In October, Japan agreed to stop the hunting of endangered sei whales in the North Pacific until its research program could be revised to comply with CITES — the Convention on International Trade in Endangered Species. A standing committee of CITES found that Japanese “research” whaling on sei whales actually contributed to an illegal sale of endangered species, according to a news release and report on the findings (PDF 1.2 mb). Sei whales are killed outside of Japan’s home waters, so the market is considered international.

The Japanese government contended that the sales were not a violation of CITES’ conventions, because all the proceeds were put back into research. Still, those officials said a new plan will be submitted for approval.

The issue is scheduled for review at the committee’s next meeting in May to determine if Japan has carried through on its commitment to stop commercial trade in sei whale meat. Japan had been planning to allow a harvest quota of 134 sei whales per year.

As for whaling off the coast of Japan, an offshore operation will be based at Shimonoseki in Yamaguchi Prefecture, while coastal operations will be based at Abashiri and Kushiro on the island of Hokkaido and four other seaports.

Although whale meat was an important staple for Japan following World War II, few Japanese people eat whale meat today. In some ways, however, whaling is still a matter of tradition for many Japanese people. Some have speculated that Japan’s withdrawal from the IWC is a face-saving way for the government to reduce its expenses for whale hunting while asserting its traditional right to take whales in its own waters.

A 2014 survey by the national Asahi Shimbun newspaper found that 60 percent of those questioned supported the “scientific” whaling program, yet only 10 percent eat whale meat “fairly frequently.” Another 4 percent said they eat whale meat “sometimes.” Nearly half (48 percent) said they have not eaten whale meat for “a long time,” while 37 percent said they never eat it. The survey was reported by the news portal Phys Org.

In a recent article, Asahi Shimbun reported that companies involved in the fishing industry are not eager to resume whaling.

“We have no plans to resume the whaling business,” a public relations official of Maruha Nichiro Corp. told the newspaper. The company, previously named Taiyo Gyogyo K.K., had been engaged in commercial whaling in the Antarctic Ocean. Retailers also expressed apprehension about selling more whale meat.

In 1962, about 233,000 tons of whale meat were consumed in Japan, according to the article. Today, annual consumption ranges between 3,000 tons and 5,000 tons.

BBC reporter Rupert Wingfield-Hayes tackled the issue two years ago and found that many Japanese were smoothly transitioning to beef. His story and video report show him sampling a chunk of whale meat, which he finds chewy with a gamey flavor. For older folks in Japan, Rupert discovers that whale meat is simply a taste of nostalia.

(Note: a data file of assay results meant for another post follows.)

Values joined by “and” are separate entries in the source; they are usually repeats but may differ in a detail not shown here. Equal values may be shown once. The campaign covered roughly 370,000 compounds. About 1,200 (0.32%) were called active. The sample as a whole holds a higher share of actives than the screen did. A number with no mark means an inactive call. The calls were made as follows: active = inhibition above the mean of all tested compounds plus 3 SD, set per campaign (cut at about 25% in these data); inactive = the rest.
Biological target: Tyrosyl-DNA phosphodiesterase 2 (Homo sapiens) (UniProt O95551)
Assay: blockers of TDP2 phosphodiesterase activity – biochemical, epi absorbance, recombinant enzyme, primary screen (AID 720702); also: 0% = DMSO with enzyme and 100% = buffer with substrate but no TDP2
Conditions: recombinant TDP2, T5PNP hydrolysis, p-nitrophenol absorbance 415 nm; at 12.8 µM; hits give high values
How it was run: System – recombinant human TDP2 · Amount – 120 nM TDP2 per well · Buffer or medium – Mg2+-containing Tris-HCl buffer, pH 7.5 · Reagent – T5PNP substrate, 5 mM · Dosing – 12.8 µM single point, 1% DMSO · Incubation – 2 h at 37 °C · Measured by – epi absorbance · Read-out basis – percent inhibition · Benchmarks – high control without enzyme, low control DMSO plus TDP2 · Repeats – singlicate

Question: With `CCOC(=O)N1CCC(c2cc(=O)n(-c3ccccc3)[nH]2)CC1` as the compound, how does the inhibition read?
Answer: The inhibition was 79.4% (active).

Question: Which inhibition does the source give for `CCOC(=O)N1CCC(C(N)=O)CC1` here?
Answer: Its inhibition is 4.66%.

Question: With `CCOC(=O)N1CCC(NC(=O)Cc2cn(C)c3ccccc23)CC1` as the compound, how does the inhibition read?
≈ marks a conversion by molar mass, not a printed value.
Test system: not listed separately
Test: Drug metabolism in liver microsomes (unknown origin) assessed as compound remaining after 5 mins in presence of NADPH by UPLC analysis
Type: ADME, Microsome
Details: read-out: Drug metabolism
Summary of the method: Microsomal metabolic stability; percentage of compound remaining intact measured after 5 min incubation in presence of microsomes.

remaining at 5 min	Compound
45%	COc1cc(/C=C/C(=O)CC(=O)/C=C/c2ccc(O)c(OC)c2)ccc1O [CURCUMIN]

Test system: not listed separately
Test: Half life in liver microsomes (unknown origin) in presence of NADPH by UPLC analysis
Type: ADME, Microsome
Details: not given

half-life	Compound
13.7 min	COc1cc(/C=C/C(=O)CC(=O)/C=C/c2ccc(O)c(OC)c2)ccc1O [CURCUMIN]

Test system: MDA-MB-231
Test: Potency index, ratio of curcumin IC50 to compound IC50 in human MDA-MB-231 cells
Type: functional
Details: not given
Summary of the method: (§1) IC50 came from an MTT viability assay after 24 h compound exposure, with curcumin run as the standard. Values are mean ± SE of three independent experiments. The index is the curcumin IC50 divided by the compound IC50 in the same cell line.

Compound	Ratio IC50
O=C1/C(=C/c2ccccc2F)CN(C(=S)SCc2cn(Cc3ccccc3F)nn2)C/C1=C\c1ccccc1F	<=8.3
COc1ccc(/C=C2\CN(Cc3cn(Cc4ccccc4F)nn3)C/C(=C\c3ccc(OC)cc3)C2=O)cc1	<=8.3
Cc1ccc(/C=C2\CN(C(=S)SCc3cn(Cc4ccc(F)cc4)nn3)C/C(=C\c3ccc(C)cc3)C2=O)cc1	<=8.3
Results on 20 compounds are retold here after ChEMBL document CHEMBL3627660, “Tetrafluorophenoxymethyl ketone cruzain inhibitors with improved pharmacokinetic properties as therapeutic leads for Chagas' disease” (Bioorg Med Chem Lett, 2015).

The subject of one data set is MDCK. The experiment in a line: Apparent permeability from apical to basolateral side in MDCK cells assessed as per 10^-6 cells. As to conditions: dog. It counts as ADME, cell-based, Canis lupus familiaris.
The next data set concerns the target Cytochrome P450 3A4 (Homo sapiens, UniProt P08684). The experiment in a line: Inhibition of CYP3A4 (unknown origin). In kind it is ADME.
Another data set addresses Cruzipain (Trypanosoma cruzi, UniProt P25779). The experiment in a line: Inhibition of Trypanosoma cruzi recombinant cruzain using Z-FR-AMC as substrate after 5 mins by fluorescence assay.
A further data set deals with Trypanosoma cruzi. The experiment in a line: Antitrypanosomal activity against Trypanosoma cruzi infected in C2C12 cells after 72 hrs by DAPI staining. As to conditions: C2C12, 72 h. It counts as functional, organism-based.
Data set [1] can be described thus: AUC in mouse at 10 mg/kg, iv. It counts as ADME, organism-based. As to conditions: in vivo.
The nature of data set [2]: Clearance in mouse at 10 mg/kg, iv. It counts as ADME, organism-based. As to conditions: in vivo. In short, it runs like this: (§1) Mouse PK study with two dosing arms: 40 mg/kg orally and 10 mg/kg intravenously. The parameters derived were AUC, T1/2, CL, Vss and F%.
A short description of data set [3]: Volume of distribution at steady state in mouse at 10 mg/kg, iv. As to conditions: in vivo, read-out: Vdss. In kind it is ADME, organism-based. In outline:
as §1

Amusing Monday: Taking on plastic pollution with a lighthearted approach

Last June, 10 days after the European Union announced major legislation to ban or otherwise control single-use plastic products, the European Commission launched a public-relations campaign to raise awareness and promote individual actions to reduce the problem of plastics.

The campaign, which asks “Are you ready to change?,” includes a lighthearted video designed to encourage people to question their choices of single-use plastics, such as cutlery, water bottles, plates and straws. Check out the first video on this page.

“The campaign is aimed at young, dynamic adults who are always on-the-go,” according to a statement by the European Commission. “The vast majority of this group is well aware of, and concerned by, the environmental impact of single-use plastics and the health-related risks caused by plastic waste and marine litter. But despite the level of awareness among the target audience, this does not translate into their daily choices: They continue to enjoy their take-away coffees and use straws in their drinks.”

A series of short videos cleverly emphasizes “the seductive power of single-use items,” such as the plastic bag. The script for the plastic-bag video, the second one on this page, goes like this:

“Its seduction technique is hard to resist. Always there when you need it, it waits for you at the end of shop counters, ready to help out and leave with you, hand in hand. But the morality of this fake friend is disturbingly flimsy. It will leave you in the first gust of wind, preferring to hang out with its friends on the beach, pollute the ocean and threaten marine life.